Post-war superb diplomatic passport - Our Passports
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Post-war superb diplomatic passport

 

1947 issue for an attaché stationed in Moscow.

 

Much has been written regarding Italy’s 20th Century’s “follies”, starting with a totalitarian fascist regime that was established following Benito Mussolini’s march on Rome of 1922, the aligning of one’s country with Nazi Germany and the declaration of war against the west in 1940. All these events culminated with founding of the Italian Socialist Republic in 1943, a puppet state of Germany and the execution of its leader, Mussolini, at the end of the war in April 1945.

 

Post-war Italy saw the abolishment of the Monarchy following a popular election that was held on June 2nd 1946 and with a new Italian constitution put into place in January of 1948 saw a fresh new parliamentary election for later on that year. From a totalitarian pre-war and war time regime Italy moved to a government with a mixture of parties: Christian Democrats, Socialists and the Communists. Other important post-war time events that had great ramifications for Italy and the region were the 1947 Paris Peace Treaties that ended the Italian colonial empire, settled border disputes and the payment of reparations to the USSR, Yugoslavia and Greece.

 

The internal situation of the country was as important as its international position and the development or re-establishing of proper ties with the outside world. Post-war Italy moved closer to the west and with massive US financial aid (Marshal Plan), Italy was put on the right track of economical recovery. With a pro-western parliament government, Italy’s position internally and internally looked very positive and such was the case in the coming years.

 

The passport in this article can be considered as one of the earliest to be issued post-war for a diplomat to be stationed in the Soviet Union. After the war Italy was in international isolation due to its actions during the war, regardless of its “changing sides” in 1943. The 1947 Peace Treaties signaled the end of the isolation and the acceptance, though slow, of Italy back into the international family. Thus, the passport here can be seen as the strengthening of its diplomatic mission abroad following the outcome of WW2.

 

Diplomatic passport number 429 was issued at Rome to Fernando Scorretti, attaché, being sent to the Italian embassy in Moscow. By that year he had already a diplomatic career, but not a rich one going back to pre-war years. His first diplomatic posting was to the Fascist Italian consulate at Sion, Switzerland in 1942 as secretary (he had already been living in that city since before the war but not at an official capacity). His regular passport (number 738226 registered as number 8) that was issued to him on January 5th 1938 was amended to a “REGIO SERVIZIO” (Royal Service) passport on October 15th 1942 by the consul at Sion. He remained in that city up to the end of 1946, then returning, again, back to Italy where we can assume he was appointed to his next and first post-war posting to the Soviet Union and this time as an attaché.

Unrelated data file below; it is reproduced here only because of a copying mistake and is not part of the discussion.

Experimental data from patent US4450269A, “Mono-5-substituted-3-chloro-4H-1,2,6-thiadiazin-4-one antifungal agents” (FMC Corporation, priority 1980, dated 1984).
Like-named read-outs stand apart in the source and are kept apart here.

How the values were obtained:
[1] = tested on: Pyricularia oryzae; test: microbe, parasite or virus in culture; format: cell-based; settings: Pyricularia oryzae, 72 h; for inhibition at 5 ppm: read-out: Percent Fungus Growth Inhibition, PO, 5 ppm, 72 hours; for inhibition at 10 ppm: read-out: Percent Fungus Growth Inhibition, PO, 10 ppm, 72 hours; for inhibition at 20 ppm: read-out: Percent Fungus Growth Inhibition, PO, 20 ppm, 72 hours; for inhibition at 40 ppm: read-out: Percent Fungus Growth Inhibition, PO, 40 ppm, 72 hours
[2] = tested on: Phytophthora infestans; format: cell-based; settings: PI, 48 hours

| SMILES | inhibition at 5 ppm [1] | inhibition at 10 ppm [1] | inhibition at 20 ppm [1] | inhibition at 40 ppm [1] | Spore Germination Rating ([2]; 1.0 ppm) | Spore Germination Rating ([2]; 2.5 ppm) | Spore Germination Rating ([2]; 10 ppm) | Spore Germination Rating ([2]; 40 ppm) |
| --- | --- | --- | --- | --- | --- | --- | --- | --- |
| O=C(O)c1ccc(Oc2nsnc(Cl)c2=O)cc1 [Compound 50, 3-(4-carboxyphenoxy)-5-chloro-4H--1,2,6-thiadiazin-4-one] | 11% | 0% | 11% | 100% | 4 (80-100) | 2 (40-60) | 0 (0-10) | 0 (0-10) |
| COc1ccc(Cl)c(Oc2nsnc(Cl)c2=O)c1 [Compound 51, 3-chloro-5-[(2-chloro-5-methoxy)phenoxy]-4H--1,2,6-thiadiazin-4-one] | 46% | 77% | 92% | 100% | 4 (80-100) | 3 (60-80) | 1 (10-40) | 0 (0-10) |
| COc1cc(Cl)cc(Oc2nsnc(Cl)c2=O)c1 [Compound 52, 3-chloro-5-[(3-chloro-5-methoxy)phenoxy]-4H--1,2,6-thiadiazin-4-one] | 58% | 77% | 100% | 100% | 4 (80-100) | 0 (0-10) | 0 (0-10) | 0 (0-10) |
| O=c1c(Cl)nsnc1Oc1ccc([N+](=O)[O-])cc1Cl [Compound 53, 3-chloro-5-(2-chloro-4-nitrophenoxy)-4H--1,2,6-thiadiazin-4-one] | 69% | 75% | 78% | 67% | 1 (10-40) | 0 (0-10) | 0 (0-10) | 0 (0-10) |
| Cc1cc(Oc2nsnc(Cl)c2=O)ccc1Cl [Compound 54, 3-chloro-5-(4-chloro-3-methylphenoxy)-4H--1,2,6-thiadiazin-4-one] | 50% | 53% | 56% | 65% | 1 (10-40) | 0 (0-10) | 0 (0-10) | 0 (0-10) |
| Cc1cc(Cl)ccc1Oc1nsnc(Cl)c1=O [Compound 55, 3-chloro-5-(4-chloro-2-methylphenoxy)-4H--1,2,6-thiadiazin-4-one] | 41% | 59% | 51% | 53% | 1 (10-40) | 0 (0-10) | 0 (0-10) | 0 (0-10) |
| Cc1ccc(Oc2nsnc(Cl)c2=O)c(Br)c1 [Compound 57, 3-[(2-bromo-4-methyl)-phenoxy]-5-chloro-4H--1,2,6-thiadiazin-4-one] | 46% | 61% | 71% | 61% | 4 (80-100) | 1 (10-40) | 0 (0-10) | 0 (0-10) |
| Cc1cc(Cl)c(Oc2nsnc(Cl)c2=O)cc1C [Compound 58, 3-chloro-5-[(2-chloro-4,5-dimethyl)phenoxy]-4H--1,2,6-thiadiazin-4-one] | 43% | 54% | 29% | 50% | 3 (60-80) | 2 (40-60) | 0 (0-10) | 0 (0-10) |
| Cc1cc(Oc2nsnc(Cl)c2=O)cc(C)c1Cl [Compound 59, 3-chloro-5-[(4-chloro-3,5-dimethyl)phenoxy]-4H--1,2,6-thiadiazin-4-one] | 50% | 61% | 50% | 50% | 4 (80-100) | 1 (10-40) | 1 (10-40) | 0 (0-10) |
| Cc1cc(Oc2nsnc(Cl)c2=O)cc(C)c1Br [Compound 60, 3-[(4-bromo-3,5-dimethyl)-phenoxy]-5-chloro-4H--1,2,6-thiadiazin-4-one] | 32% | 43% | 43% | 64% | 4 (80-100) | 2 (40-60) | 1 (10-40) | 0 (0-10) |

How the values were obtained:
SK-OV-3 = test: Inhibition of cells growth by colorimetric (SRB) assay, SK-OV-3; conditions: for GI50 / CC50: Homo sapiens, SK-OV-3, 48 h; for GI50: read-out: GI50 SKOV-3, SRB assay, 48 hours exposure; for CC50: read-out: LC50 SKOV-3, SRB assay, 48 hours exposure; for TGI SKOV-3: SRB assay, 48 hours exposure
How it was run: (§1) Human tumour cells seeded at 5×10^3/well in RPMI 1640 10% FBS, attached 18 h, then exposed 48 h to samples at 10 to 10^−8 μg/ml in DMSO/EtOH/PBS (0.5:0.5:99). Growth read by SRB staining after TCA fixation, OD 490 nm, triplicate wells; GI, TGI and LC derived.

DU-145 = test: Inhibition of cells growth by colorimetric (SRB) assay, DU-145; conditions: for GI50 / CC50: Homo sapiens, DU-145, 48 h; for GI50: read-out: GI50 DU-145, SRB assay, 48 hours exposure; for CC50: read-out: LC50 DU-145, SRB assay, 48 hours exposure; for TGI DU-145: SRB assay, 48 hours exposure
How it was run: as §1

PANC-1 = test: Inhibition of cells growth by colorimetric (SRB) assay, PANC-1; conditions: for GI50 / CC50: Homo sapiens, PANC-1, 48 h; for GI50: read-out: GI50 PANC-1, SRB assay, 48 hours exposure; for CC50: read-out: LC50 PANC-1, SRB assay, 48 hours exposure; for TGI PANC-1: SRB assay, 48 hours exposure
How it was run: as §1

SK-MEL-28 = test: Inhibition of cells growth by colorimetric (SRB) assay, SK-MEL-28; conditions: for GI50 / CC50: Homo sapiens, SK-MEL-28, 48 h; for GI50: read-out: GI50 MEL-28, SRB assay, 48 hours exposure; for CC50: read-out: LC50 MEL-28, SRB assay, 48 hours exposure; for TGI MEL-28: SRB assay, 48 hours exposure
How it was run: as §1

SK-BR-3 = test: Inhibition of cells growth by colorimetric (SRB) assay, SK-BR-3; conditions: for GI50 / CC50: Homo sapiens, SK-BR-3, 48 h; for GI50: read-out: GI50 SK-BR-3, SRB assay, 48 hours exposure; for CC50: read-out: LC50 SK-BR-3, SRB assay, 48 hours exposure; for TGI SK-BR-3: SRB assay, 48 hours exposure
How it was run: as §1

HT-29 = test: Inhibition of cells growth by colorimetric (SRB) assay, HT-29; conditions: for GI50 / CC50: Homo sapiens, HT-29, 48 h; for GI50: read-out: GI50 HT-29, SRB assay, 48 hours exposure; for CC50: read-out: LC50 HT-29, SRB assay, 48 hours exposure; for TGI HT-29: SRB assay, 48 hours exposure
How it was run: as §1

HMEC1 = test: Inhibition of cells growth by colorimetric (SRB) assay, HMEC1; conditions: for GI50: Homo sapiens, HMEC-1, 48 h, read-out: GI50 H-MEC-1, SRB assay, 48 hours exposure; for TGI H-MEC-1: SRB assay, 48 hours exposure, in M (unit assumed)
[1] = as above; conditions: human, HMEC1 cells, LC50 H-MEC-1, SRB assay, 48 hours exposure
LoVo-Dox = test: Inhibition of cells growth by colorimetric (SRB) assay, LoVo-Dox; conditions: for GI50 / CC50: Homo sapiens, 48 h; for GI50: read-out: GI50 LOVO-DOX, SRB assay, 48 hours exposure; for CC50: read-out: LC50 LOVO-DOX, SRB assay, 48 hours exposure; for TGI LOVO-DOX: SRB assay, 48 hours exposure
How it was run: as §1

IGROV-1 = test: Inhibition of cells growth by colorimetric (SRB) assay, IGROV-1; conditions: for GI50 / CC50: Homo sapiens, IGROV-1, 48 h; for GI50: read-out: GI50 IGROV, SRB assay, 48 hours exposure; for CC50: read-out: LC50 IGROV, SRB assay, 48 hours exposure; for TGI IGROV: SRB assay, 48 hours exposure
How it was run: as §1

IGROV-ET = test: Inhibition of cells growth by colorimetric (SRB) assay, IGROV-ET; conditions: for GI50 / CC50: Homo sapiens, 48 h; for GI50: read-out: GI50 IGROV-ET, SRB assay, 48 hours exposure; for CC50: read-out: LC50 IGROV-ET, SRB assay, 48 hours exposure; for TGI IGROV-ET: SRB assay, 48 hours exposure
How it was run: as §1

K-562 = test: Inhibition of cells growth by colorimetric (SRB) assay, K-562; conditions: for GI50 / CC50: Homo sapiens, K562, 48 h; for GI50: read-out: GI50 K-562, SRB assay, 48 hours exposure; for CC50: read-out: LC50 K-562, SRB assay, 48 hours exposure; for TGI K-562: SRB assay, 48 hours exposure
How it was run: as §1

The passport has extensive diplomatic visas taking the holder into and from the following countries:

Soviet Union, Finland, Sweden, Denmark, occupied Germany, Pakistan and even Afghanistan (early diplomatic visas from this country are exceptionally rare thus making this document an exquisite find indeed!); the entry and exit out of the country was done via the joint border crossing at Torkham, see pages 26-27 for example.

 

Attaché Scorretti used his diplomatic passport from 1947 up to the end of 1949, returning back to Italy via the Chiasso border crossing with Switzerland on November 21st.

 

 

I have added images of this Italian Diplomatic passport, one of the earliest post monarchial samples that I have seen to date. I hope you enjoy the images.

 

 

 

Thank you for reading “Our Passports”.

 

Neil Kaplan
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